Name: Matt Cooke
Status: Unrestricted free agent beginning July 5
Expiring Contract: Three years, $1.8 million cap hit

The Scoop: Matt Cooke has had a tumultuous career with the Penguins, finding himself earning a reputation as one of the dirtiest players in the NHL. But following a 2011 suspension that kept him out of the playoffs, he was forced to change his game or lose his job. Change he did, and now he’s become one of the more valuable third liners in the game.

Matt Paul: Say what you want about Matt Cooke — and many have nothing but bad to say — but he is one hell of a hockey player. In fact, his value to the team was expressed in the Boston series when he was promoted to the second line with Evgeni Malkin and James Neal in favor of Jarome Iginla, who was demoted to the third line.

No one should expect Cooke to become a regular second liner at age 34, but it’s not unreasonable to expect him to continue to be a great third-line pest, penalty kill specialist, and ball of energy for years to come.

It’s my hope that he does so with the Penguins. Matt, what’s your take on Cooke? Will the Penguins let him walk in hopes of ditching the “guilt by association” label, or will they stick behind him again? And maybe more importantly, will the decision to keep or cut ties with him have anything to do with his history as a dirty player?

Matt Godissart:
Matt, Shero has made it pretty apparent that the status quo is OK for now. But Cooke’s intangibles, as you mentioned, are going to keep Cooke around on this team for a bit of time.

Cooke only had 4 points in the playoffs this year. 1 of those 4 came during the Boston series, so Cooke actually contributed toward exactly half of the goals scored by the Pens during that series. Cooke’s presence was felt throughout that series, and appeared to have provided a bit of leadership in the locker room.

The only bit that could even be dislikable about Cooke was the hit in game one, which, while penalizable, was probably not a game misconduct-type penalty (and we could go on and on). If Cooke had responded the following game with a similar hit, Cooke is gone. Because Cooke has bounced back as a player who wants to play the game, instead of just goon around, he’ll be back for another two.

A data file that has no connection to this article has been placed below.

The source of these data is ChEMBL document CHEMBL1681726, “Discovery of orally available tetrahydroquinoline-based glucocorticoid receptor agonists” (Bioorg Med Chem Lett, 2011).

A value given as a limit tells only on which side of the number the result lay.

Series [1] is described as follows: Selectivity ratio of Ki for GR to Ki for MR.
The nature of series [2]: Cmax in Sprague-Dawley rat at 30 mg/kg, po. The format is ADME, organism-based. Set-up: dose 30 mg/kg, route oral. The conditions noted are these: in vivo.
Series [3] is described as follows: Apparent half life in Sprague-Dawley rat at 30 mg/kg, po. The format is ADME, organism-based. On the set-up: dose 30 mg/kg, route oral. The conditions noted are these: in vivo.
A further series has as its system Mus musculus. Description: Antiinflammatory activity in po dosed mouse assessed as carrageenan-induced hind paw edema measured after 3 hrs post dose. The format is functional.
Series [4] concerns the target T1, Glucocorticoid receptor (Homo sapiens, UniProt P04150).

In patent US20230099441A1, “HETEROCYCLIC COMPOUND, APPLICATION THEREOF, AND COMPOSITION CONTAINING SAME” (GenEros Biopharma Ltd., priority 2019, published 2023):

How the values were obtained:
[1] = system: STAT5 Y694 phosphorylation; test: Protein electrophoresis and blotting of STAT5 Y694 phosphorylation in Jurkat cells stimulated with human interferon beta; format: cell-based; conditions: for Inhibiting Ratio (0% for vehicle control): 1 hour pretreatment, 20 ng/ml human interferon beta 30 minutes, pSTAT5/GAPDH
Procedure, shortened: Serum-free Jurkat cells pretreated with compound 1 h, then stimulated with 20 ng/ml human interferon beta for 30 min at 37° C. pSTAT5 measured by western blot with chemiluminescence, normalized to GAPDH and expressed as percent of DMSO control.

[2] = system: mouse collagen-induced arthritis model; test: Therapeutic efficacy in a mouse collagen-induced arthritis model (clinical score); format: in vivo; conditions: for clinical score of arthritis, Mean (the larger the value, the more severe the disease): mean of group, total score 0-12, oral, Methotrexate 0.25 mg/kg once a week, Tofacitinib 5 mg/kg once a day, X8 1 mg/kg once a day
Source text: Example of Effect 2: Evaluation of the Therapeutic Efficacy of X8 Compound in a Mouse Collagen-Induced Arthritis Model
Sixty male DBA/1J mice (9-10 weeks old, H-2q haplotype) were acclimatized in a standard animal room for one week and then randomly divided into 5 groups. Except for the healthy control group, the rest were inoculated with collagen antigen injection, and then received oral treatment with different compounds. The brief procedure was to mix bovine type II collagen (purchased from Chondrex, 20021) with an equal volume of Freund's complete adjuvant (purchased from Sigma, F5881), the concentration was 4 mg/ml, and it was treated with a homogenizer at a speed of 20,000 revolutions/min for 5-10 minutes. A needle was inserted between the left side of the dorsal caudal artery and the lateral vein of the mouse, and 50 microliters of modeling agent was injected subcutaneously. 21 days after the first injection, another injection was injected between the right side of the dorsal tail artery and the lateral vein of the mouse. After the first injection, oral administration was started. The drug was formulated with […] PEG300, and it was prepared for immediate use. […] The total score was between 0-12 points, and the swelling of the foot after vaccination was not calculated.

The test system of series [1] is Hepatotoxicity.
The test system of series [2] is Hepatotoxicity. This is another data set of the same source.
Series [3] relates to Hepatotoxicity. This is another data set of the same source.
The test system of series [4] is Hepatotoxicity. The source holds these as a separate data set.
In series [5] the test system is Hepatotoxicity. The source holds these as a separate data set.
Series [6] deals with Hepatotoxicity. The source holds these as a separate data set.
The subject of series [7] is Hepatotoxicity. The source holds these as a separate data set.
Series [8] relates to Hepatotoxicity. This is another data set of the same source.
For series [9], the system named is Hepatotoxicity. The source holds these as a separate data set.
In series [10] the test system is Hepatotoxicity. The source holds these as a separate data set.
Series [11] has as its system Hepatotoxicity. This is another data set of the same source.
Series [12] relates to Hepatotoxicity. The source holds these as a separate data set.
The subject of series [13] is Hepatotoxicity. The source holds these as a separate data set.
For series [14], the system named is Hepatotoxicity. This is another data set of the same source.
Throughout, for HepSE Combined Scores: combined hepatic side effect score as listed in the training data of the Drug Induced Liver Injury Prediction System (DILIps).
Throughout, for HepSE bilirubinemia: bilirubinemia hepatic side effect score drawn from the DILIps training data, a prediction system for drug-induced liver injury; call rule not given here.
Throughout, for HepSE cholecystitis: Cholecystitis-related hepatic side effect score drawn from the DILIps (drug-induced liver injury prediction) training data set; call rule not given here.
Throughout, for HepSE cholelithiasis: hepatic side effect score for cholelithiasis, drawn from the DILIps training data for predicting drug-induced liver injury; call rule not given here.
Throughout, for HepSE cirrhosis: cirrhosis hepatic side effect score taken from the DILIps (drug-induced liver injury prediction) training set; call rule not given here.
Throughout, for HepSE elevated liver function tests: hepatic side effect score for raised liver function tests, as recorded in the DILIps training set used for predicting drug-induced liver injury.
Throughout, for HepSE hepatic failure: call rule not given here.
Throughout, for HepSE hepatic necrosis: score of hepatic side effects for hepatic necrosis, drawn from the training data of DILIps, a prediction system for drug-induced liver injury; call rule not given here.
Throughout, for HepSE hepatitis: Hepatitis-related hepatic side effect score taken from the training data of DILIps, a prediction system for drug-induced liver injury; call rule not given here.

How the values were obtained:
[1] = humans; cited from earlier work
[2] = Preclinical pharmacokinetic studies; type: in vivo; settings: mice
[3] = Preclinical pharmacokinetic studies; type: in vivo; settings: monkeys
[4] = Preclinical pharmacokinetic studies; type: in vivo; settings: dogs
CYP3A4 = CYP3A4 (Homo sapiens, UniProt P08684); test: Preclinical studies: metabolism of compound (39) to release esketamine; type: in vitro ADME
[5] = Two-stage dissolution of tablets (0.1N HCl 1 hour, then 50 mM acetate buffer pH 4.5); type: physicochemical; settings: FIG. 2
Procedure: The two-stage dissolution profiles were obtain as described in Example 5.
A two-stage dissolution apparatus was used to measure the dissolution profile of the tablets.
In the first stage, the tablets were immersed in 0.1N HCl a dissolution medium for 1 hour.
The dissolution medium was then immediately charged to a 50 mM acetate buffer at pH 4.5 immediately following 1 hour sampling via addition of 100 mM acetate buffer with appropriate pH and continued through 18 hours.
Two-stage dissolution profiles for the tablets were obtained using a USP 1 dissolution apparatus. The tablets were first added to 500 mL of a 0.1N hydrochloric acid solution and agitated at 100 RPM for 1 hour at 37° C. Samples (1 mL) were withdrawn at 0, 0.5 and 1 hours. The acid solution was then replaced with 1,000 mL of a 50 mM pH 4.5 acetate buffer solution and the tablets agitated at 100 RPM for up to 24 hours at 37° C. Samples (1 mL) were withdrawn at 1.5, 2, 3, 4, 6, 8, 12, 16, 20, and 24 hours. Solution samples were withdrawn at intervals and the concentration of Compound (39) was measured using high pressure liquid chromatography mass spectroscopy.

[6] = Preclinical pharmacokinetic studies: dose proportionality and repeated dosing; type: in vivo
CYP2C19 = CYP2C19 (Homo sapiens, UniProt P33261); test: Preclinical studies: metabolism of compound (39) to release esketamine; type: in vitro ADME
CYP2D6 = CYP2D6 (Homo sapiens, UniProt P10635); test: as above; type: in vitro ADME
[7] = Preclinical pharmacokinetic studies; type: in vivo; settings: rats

Josh, are Matt and I completely off-base here, or is Cooke sticking around?

Joshua Neal: To me, Cooke is the top priority UFA not named Malkin or Letang. Since Malkin has already been taken care of, and Letang will likely be a long and tedious negotiation process, Cooke even takes precedence over Dupuis, for me. He didn’t put up a ton of points this year like Dupuis did, but there’s just something about his game that makes him indispensable as a player for me.

There is a fear that surrounds Matt Cooke any time a defenseman has to go into the corners, whether from a legal or illegal hit. But I’d much rather that fear stayed put in another sweater. Cooke has the potential to develop some chemistry with Brandon Sutter and has shown he has world class talent on the penalty kill. If the Penguins lose Craig Adams to free agency/retirement, then Matt Cooke’s value even increases still.

In pitting Cooke against Dupuis, as far as priorities, we have to look at real numbers. Cooke is going to be cheaper than Dupuis, and does a lot of the same things – minus the incredible scoring prowess Dupuis has developed at even strength. But Matt Cooke seems to be everything Dan Bylsma wants in a hockey player, and for his value, I think he’s got to be one of the guys who stays in town.

Matt Paul: Cooke is retained for two years, keeping a $1.8 million cap hit
Matt Godissart: Cooke sticks around for two years, but drops to a $1.4 million cap hit, retires at the end of 2015 as a Penguin
Joshua Neal: Cooke signs a three-year deal in order to bring his AAV down around $1.5 million